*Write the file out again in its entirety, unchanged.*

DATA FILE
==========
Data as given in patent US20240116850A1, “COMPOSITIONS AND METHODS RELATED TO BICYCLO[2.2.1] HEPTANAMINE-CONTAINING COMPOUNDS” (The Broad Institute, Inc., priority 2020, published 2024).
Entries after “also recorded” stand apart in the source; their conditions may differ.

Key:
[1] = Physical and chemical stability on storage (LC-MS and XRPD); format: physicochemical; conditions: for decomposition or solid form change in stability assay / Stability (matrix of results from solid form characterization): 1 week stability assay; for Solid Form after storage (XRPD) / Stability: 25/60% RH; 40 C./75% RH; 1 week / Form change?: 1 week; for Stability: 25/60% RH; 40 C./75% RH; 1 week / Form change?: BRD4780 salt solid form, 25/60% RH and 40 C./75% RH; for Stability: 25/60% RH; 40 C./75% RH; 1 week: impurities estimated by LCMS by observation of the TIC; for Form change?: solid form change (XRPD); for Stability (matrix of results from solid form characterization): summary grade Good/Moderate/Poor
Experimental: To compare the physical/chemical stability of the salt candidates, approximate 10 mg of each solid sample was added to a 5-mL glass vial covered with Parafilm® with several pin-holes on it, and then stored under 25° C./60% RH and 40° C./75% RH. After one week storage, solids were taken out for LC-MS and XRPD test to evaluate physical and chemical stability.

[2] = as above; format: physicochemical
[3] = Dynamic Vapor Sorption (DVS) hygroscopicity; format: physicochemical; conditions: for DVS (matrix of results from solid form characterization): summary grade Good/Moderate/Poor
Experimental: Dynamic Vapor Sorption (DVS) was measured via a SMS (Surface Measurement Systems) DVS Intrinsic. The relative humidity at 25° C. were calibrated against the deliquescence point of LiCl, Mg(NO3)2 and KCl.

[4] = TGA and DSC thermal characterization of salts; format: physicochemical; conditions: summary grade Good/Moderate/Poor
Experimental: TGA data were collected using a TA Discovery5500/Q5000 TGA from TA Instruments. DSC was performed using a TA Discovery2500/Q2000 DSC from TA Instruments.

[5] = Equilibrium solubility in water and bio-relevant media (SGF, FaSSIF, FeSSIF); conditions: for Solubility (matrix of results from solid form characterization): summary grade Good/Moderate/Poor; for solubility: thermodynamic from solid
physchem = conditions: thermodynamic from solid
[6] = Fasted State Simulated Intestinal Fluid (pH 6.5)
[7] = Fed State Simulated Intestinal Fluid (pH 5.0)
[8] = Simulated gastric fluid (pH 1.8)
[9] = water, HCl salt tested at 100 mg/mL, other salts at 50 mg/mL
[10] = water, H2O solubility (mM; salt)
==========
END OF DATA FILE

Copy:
Data as given in patent US20240116850A1, “COMPOSITIONS AND METHODS RELATED TO BICYCLO[2.2.1] HEPTANAMINE-CONTAINING COMPOUNDS” (The Broad Institute, Inc., priority 2020, published 2024).
Entries after “also recorded” stand apart in the source; their conditions may differ.

Key:
[1] = Physical and chemical stability on storage (LC-MS and XRPD); format: physicochemical; conditions: for decomposition or solid form change in stability assay / Stability (matrix of results from solid form characterization): 1 week stability assay; for Solid Form after storage (XRPD) / Stability: 25/60% RH; 40 C./75% RH; 1 week / Form change?: 1 week; for Stability: 25/60% RH; 40 C./75% RH; 1 week / Form change?: BRD4780 salt solid form, 25/60% RH and 40 C./75% RH; for Stability: 25/60% RH; 40 C./75% RH; 1 week: impurities estimated by LCMS by observation of the TIC; for Form change?: solid form change (XRPD); for Stability (matrix of results from solid form characterization): summary grade Good/Moderate/Poor
Experimental: To compare the physical/chemical stability of the salt candidates, approximate 10 mg of each solid sample was added to a 5-mL glass vial covered with Parafilm® with several pin-holes on it, and then stored under 25° C./60% RH and 40° C./75% RH. After one week storage, solids were taken out for LC-MS and XRPD test to evaluate physical and chemical stability.

[2] = as above; format: physicochemical
[3] = Dynamic Vapor Sorption (DVS) hygroscopicity; format: physicochemical; conditions: for DVS (matrix of results from solid form characterization): summary grade Good/Moderate/Poor
Experimental: Dynamic Vapor Sorption (DVS) was measured via a SMS (Surface Measurement Systems) DVS Intrinsic. The relative humidity at 25° C. were calibrated against the deliquescence point of LiCl, Mg(NO3)2 and KCl.

[4] = TGA and DSC thermal characterization of salts; format: physicochemical; conditions: summary grade Good/Moderate/Poor
Experimental: TGA data were collected using a TA Discovery5500/Q5000 TGA from TA Instruments. DSC was performed using a TA Discovery2500/Q2000 DSC from TA Instruments.

[5] = Equilibrium solubility in water and bio-relevant media (SGF, FaSSIF, FeSSIF); conditions: for Solubility (matrix of results from solid form characterization): summary grade Good/Moderate/Poor; for solubility: thermodynamic from solid
physchem = conditions: thermodynamic from solid
[6] = Fasted State Simulated Intestinal Fluid (pH 6.5)
[7] = Fed State Simulated Intestinal Fluid (pH 5.0)
[8] = Simulated gastric fluid (pH 1.8)
[9] = water, HCl salt tested at 100 mg/mL, other salts at 50 mg/mL
[10] = water, H2O solubility (mM; salt)